FIG. 3.

Output intensity of nanowire heterostructure ridge waveguides as a function of waveguide length. The heterostructures were grown on (001)Si substrates.

Close modal

Light-current-voltage (L-I-V) measurements were made on 50 μm × 1 mm lasers under pulsed (5% duty cycle) bias conditions to avoid device heating. No special heat sinking or device mounting techniques were applied. The output characteristics measured at room temperature below and above threshold are shown in Fig. 4(a). The threshold current density is Jth = 1.24 kA/cm2, taking into account the fill factor of 0.85 of the nanowire ensemble. From these characteristics, a differential efficiency ηd = 0.13 W/A (12.8%) and a wall-plug efficiency of 0.07% are derived. The value of Jth is amongst the lowest for nitride-based quantum well and quantum dot lasers.24,25 The spectral characteristics of the electroluminescence at different biases were recorded by fiber-coupling the output to an optical spectrum analyzer. The spectral output at room temperature at an injection current of 600 mA (1.13Jth) is shown in the inset of Fig. 4(a), and the emission peak is at 1.17 μm. The blue shift of this peak from that of the photoluminescence peak at 1.46 μm is due to the quantum confined Stark effect (QCSE) arising from the polarization field in the In0.85Ga0.15 N disks. From the measured variation of the spectral linewidth (full-width-at-half-maximum) with injection current density, the smallest recorded linewidth is found to be 6 Å. The variation of the threshold current density with temperature was measured under pulsed bias (5% duty cycle) conditions with the help of a Peltier cooler. The measured variation, shown in Fig. 4(b), was analyzed with the relation: Jth(T) = Jth0·exp(T/T0) from which a value of T0 = 242 K was derived. This value is significantly higher than those measured for GaAs-based ∼1.0 μm quantum well lasers26 and comparable to visible III-nitride nanowire lasers reported previously,12,27 indicating that the temperature stability of nanowire lasers is very promising. The high value of T0, in most part, is attributed to the large band offsets in the quantum disk heterostructure and the resulting reduction of carrier leakage. In order to study the mode propagation and emission of the device, we measured the near field image of the output at one facet with an Electrophysics microviewer and this is shown in the inset of Fig. 4(a). It is evident that there is some leakage of the propagating mode into the substrate, which accounts for the relatively large waveguide loss coefficient. Design and growth of nanowire heterostructures, which will enable better mode confinement, will reduce waveguide loss and laser threshold.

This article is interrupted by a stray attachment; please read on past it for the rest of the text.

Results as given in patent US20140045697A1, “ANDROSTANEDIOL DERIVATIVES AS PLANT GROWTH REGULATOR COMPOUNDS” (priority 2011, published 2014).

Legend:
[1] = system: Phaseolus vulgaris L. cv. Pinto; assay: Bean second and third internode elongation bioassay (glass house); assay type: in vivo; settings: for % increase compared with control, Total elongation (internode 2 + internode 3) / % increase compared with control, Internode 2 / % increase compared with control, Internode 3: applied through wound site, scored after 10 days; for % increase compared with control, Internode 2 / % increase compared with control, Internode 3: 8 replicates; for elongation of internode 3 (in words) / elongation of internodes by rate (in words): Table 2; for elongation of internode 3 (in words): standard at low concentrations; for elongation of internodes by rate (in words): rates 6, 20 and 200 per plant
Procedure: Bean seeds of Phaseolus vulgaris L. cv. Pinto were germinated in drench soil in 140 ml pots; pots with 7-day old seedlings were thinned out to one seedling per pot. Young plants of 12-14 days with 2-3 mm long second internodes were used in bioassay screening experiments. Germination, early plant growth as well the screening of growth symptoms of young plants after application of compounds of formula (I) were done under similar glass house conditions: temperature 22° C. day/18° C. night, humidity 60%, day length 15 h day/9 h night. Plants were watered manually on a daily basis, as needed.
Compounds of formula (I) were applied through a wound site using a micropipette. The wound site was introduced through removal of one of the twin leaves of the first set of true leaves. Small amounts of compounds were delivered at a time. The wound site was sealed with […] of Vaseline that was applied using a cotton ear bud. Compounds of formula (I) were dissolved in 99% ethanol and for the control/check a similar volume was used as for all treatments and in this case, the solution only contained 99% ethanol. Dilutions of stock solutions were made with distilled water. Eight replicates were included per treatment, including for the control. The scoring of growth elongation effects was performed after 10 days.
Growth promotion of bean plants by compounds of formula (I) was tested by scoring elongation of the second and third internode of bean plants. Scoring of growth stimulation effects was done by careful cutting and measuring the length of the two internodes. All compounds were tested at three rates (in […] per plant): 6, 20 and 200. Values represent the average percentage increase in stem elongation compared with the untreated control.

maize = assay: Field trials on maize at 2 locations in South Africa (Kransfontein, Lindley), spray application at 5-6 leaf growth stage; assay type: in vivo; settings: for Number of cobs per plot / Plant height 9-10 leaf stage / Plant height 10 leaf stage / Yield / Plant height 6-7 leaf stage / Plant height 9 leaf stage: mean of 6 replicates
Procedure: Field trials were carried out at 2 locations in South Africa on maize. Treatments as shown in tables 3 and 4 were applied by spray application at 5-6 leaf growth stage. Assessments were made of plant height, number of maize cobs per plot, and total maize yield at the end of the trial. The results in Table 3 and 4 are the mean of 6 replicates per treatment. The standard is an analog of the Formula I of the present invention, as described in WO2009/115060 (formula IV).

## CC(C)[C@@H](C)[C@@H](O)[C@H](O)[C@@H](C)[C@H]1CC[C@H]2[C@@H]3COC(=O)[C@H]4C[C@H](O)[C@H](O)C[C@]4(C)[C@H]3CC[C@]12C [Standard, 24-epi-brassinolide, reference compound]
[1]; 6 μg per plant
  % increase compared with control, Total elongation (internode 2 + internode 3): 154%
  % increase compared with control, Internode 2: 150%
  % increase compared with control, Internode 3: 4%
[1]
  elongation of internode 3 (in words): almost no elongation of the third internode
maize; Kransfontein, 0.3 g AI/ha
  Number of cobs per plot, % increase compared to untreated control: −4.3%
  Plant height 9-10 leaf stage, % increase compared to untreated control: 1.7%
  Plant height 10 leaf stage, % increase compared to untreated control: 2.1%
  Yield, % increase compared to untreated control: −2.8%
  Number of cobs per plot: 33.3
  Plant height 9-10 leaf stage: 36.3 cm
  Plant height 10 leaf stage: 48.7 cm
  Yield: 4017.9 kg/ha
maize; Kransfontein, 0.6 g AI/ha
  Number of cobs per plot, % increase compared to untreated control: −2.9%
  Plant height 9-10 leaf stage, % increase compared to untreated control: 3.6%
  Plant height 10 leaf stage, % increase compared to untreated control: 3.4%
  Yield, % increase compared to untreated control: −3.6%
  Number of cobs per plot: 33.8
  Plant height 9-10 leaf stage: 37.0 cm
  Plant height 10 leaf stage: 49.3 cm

FIG. 4.

(a) Light-current characteristics of a broad area laser. Top inset shows a near-field image of the laser mode superimposed with the laser heterostructure schematic, and the bottom inset shows electroluminescence spectrum above threshold; (b) temperature dependence of the threshold current density; (c) measured variation of inverse differential quantum efficiency as a function of cavity length; and (d) measured variation of threshold current density as a function of inverse cavity length.

FIG. 4.